Both the viscosity limitation and surfactant usage are reflections of the fact that to achieve adequate closed-cell content it is necessary that the cell walls be strong enough to withstand the stresses encountered when the resin is foamed and subsequently cured. As the cells expand, the cell walls must be able to stretch without rupturing. They must in practice demonstrate the well-known "Marangoni Effect" which is described in detail for example in "Plastic Foams" by Frisch and Saunders (Marcel Decker, Inc. 1972) Part I pp. 31-35. The Effect refers to the tendency of a surfactant-containing resin film, on stretching, to correct any tendency to depletion of the surfactant concentration on the surface of the film by feeding resin and surfactant into the stretched area and thus restore the film thickness. This "self-healing" effect therefore aids in preventing the fracture of cell walls during the foam formation.
It is desirable that the gas filling the closed-cells have a slow a thermal conductivity as possible. Gases which have been found useful as blowing agents include hydrocarbons and halogenated hydrocarbons (U.S. Pat. No. 2,933,461) and fluorcarbons (U.S. Pat. No. 3,389,094).
Phenolic foams, in order to be commercially acceptable need also possess good dimensional stability, by which is meant stability to permanent dimensional change in use. One potential market for such foams is in roofing structures. In such applications foam boards are fixed to a substrate structure and overlaid with layers of hot mopped asphalt felt. Relatively high temperatures are reached during installation such that shrinkage can become a real problem if the foam is insufficiently cured. If a panel one meter in length were to undergo permanent shrinkage of even one-half of one percent during or after installation, this would result in a gap of one-half cm. between adjacent panels and would lead to highly undesirable consequences in loss of integrity, insulation characteristics and perhaps even increase the possibility of leaks. It is therefore very important that a good insulation board have excellent dimensional stability.
This need can be met by conventional phenolic foams but at the cost of generating a predominantly open-cell foam as a result of the stresses attendant upon the curing operation.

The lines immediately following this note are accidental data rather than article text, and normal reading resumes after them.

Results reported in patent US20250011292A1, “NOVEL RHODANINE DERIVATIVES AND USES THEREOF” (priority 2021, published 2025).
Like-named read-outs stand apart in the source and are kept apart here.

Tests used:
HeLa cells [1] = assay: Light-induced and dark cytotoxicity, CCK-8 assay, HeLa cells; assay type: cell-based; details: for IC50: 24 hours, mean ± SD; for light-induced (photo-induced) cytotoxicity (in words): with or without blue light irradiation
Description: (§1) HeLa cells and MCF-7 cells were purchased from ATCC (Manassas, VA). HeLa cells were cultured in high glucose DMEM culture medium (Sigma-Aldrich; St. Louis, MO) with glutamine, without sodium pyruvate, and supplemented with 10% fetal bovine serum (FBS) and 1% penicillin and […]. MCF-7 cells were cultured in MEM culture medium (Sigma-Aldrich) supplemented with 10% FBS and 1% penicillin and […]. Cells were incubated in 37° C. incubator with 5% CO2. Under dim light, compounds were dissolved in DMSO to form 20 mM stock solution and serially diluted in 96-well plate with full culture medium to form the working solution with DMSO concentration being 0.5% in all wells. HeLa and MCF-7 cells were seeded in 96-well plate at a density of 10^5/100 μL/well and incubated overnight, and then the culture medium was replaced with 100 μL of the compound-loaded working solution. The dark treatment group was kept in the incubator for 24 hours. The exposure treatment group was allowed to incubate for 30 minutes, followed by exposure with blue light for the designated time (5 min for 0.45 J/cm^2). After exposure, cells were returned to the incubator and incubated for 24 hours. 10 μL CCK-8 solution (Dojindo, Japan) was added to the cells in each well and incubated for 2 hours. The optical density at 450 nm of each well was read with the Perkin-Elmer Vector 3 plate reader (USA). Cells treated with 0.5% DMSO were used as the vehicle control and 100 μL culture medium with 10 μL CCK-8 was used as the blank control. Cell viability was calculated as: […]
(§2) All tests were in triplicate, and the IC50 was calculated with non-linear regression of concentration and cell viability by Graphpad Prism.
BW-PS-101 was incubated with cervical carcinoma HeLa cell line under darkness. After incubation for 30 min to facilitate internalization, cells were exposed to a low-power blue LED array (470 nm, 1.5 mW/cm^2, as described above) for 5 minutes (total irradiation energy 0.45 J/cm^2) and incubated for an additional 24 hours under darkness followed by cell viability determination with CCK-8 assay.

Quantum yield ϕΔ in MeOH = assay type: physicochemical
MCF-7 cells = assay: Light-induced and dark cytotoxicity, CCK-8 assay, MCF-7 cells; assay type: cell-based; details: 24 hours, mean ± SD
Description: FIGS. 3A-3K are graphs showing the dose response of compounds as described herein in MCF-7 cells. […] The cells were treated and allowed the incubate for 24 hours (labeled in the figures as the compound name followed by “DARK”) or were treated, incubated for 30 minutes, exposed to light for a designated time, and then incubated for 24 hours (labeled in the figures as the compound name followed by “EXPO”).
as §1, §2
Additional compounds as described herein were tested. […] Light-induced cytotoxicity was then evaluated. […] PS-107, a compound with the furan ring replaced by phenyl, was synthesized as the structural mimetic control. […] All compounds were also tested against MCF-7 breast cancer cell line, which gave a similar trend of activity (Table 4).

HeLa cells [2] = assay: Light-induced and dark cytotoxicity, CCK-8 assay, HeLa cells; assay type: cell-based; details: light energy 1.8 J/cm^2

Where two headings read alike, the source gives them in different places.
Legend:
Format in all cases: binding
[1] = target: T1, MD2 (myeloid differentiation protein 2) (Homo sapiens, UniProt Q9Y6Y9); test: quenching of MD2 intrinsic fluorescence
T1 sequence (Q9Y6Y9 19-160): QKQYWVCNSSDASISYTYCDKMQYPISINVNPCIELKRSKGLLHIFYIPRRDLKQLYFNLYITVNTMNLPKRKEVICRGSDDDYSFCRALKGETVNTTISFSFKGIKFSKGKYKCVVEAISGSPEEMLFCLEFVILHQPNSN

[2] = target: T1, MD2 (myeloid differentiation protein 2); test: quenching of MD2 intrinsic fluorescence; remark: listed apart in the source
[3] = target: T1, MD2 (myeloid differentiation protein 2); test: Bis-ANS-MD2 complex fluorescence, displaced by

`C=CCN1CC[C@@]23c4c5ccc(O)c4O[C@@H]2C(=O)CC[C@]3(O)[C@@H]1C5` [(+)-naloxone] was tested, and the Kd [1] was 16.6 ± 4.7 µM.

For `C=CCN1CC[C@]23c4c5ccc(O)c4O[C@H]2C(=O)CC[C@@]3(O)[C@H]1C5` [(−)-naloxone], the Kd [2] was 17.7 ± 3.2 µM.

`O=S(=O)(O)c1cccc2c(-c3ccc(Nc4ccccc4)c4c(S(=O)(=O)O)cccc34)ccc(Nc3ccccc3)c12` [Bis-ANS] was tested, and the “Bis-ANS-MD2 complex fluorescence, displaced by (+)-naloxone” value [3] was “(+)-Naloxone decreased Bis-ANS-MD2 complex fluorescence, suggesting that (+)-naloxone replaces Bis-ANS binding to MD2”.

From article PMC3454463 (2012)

Another desirable feature that has not been provided by prior art phenolic foams, except in open-cell foams with poor insulation characteristics, is a low level of releasable formaldehyde in the foam. Environmental considerations dictate that the residual formaldehyde in the foam should be reduced to as low a level as possible. A known technique for doing this is to cure the resin but with prior art foams this leads to a rupture of the cell walls and consequently a drop in the insulation efficiency of the foams.
Now, however, improvements have been developed to minimize such prior art shortcomings.
Accordingly, it is a principal object of this invention to provide a dimensionally stable phenolic foam that has been cured to such a degree that the problem of residual formaldehyde is very significantly reduced without serious loss in insulation properties.
Another object of this invention is to provide a process capable of producing such aforesaid cured phenolic foam.
The present invention comprises a dimensionally stable, cured phenolic foam derived from a composition comprising a phenolic resole having a formaldehyde to phenol mole ratio of from 1.2:1 to 2.5:1, a surfactant in sufficiently quantity for the resole to exhibit the Marangoni Effect during foaming and a blowing agent having a thermal conductivity less than 0.016 watts/m° C., said foam being characterized in that it possesses a closed-cell content of at least 85%, a density of from 30 to 70 kg/cubic meter and a thermal conductivity after 10 days of less than 0.0185 watts/m° C.
It has been found that phenolic foams are dimensionally stable up to about the highest temperature they have seen during the cure operation. Above that temperature the curing, (i.e. the building of crosslinks) increases and dimensional change may be observed. Thus dimensional stability is an indicator of the degree of cure the foam has received. Generally the foams should exhibit dimensional stability up to as high a temperature as the foam is likely to experience in use. For insulation board applications this will not as a rule exceed 90° C. but preferred foams exhibit this stability up to 100° C. and thus have a good safety margin in use. This dimensional stability, it should be noted, is an inherent property of the foam and not the result of lamination or filling.